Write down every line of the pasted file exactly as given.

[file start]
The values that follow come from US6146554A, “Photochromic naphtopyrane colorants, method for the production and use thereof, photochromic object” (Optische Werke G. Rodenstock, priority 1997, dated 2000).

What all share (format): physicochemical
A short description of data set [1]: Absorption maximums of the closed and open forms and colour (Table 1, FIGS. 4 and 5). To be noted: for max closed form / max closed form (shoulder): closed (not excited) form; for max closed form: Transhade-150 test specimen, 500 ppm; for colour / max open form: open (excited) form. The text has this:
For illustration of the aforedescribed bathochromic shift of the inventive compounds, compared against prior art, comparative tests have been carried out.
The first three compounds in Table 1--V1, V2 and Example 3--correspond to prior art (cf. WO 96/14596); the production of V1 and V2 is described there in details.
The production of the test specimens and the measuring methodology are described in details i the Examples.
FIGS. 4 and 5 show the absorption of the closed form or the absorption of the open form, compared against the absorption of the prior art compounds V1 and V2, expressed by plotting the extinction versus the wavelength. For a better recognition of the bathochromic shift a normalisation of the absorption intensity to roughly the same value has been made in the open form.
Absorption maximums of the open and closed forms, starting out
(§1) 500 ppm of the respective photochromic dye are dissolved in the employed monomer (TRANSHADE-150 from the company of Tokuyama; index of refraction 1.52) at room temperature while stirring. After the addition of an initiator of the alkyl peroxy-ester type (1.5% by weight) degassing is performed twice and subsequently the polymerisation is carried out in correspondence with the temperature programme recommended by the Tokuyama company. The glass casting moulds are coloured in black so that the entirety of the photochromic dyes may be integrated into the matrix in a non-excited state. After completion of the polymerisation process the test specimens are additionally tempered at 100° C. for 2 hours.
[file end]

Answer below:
The values that follow come from US6146554A, “Photochromic naphtopyrane colorants, method for the production and use thereof, photochromic object” (Optische Werke G. Rodenstock, priority 1997, dated 2000).

What all share (format): physicochemical
A short description of data set [1]: Absorption maximums of the closed and open forms and colour (Table 1, FIGS. 4 and 5). To be noted: for max closed form / max closed form (shoulder): closed (not excited) form; for max closed form: Transhade-150 test specimen, 500 ppm; for colour / max open form: open (excited) form. The text has this:
For illustration of the aforedescribed bathochromic shift of the inventive compounds, compared against prior art, comparative tests have been carried out.
The first three compounds in Table 1--V1, V2 and Example 3--correspond to prior art (cf. WO 96/14596); the production of V1 and V2 is described there in details.
The production of the test specimens and the measuring methodology are described in details i the Examples.
FIGS. 4 and 5 show the absorption of the closed form or the absorption of the open form, compared against the absorption of the prior art compounds V1 and V2, expressed by plotting the extinction versus the wavelength. For a better recognition of the bathochromic shift a normalisation of the absorption intensity to roughly the same value has been made in the open form.
Absorption maximums of the open and closed forms, starting out
(§1) 500 ppm of the respective photochromic dye are dissolved in the employed monomer (TRANSHADE-150 from the company of Tokuyama; index of refraction 1.52) at room temperature while stirring. After the addition of an initiator of the alkyl peroxy-ester type (1.5% by weight) degassing is performed twice and subsequently the polymerisation is carried out in correspondence with the temperature programme recommended by the Tokuyama company. The glass casting moulds are coloured in black so that the entirety of the photochromic dyes may be integrated into the matrix in a non-excited state. After completion of the polymerisation process the test specimens are additionally tempered at 100° C. for 2 hours.